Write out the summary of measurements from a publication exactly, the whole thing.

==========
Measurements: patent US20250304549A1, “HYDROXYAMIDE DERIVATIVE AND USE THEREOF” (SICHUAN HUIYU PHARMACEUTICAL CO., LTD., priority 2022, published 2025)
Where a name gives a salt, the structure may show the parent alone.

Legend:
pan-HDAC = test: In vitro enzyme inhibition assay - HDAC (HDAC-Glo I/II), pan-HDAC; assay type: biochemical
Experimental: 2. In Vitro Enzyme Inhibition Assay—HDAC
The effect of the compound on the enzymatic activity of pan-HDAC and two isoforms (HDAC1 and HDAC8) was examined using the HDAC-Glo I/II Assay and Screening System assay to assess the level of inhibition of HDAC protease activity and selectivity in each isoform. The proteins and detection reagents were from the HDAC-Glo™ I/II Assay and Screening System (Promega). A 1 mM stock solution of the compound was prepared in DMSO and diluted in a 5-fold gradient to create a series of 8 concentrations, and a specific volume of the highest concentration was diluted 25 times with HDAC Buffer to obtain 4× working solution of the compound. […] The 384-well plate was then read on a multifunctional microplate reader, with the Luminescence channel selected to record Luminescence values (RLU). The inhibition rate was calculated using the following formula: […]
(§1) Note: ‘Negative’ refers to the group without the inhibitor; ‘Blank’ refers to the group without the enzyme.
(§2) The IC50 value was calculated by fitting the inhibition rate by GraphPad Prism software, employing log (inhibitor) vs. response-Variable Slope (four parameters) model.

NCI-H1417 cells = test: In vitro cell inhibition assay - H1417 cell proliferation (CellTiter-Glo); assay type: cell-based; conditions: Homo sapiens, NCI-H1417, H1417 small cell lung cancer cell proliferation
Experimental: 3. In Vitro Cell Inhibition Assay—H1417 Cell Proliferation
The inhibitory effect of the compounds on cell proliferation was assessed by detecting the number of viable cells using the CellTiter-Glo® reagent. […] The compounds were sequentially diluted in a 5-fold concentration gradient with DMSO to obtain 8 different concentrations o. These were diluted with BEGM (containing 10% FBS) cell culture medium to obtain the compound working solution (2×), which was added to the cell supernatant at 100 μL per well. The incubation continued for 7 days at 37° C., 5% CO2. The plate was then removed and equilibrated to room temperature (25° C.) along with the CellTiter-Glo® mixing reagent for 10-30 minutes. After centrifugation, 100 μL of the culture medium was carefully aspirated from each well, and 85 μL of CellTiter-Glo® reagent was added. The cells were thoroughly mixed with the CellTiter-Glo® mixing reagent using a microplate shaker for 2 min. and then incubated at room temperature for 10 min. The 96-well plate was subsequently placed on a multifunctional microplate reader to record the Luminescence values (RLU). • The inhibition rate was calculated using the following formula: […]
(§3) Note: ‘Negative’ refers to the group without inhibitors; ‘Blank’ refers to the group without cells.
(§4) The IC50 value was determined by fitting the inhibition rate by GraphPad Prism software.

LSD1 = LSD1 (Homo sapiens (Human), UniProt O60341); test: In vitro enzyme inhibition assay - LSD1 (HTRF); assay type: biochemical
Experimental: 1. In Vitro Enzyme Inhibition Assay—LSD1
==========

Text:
Measurements: patent US20250304549A1, “HYDROXYAMIDE DERIVATIVE AND USE THEREOF” (SICHUAN HUIYU PHARMACEUTICAL CO., LTD., priority 2022, published 2025)
Where a name gives a salt, the structure may show the parent alone.

Legend:
pan-HDAC = test: In vitro enzyme inhibition assay - HDAC (HDAC-Glo I/II), pan-HDAC; assay type: biochemical
Experimental: 2. In Vitro Enzyme Inhibition Assay—HDAC
The effect of the compound on the enzymatic activity of pan-HDAC and two isoforms (HDAC1 and HDAC8) was examined using the HDAC-Glo I/II Assay and Screening System assay to assess the level of inhibition of HDAC protease activity and selectivity in each isoform. The proteins and detection reagents were from the HDAC-Glo™ I/II Assay and Screening System (Promega). A 1 mM stock solution of the compound was prepared in DMSO and diluted in a 5-fold gradient to create a series of 8 concentrations, and a specific volume of the highest concentration was diluted 25 times with HDAC Buffer to obtain 4× working solution of the compound. […] The 384-well plate was then read on a multifunctional microplate reader, with the Luminescence channel selected to record Luminescence values (RLU). The inhibition rate was calculated using the following formula: […]
(§1) Note: ‘Negative’ refers to the group without the inhibitor; ‘Blank’ refers to the group without the enzyme.
(§2) The IC50 value was calculated by fitting the inhibition rate by GraphPad Prism software, employing log (inhibitor) vs. response-Variable Slope (four parameters) model.

NCI-H1417 cells = test: In vitro cell inhibition assay - H1417 cell proliferation (CellTiter-Glo); assay type: cell-based; conditions: Homo sapiens, NCI-H1417, H1417 small cell lung cancer cell proliferation
Experimental: 3. In Vitro Cell Inhibition Assay—H1417 Cell Proliferation
The inhibitory effect of the compounds on cell proliferation was assessed by detecting the number of viable cells using the CellTiter-Glo® reagent. […] The compounds were sequentially diluted in a 5-fold concentration gradient with DMSO to obtain 8 different concentrations o. These were diluted with BEGM (containing 10% FBS) cell culture medium to obtain the compound working solution (2×), which was added to the cell supernatant at 100 μL per well. The incubation continued for 7 days at 37° C., 5% CO2. The plate was then removed and equilibrated to room temperature (25° C.) along with the CellTiter-Glo® mixing reagent for 10-30 minutes. After centrifugation, 100 μL of the culture medium was carefully aspirated from each well, and 85 μL of CellTiter-Glo® reagent was added. The cells were thoroughly mixed with the CellTiter-Glo® mixing reagent using a microplate shaker for 2 min. and then incubated at room temperature for 10 min. The 96-well plate was subsequently placed on a multifunctional microplate reader to record the Luminescence values (RLU). • The inhibition rate was calculated using the following formula: […]
(§3) Note: ‘Negative’ refers to the group without inhibitors; ‘Blank’ refers to the group without cells.
(§4) The IC50 value was determined by fitting the inhibition rate by GraphPad Prism software.

LSD1 = LSD1 (Homo sapiens (Human), UniProt O60341); test: In vitro enzyme inhibition assay - LSD1 (HTRF); assay type: biochemical
Experimental: 1. In Vitro Enzyme Inhibition Assay—LSD1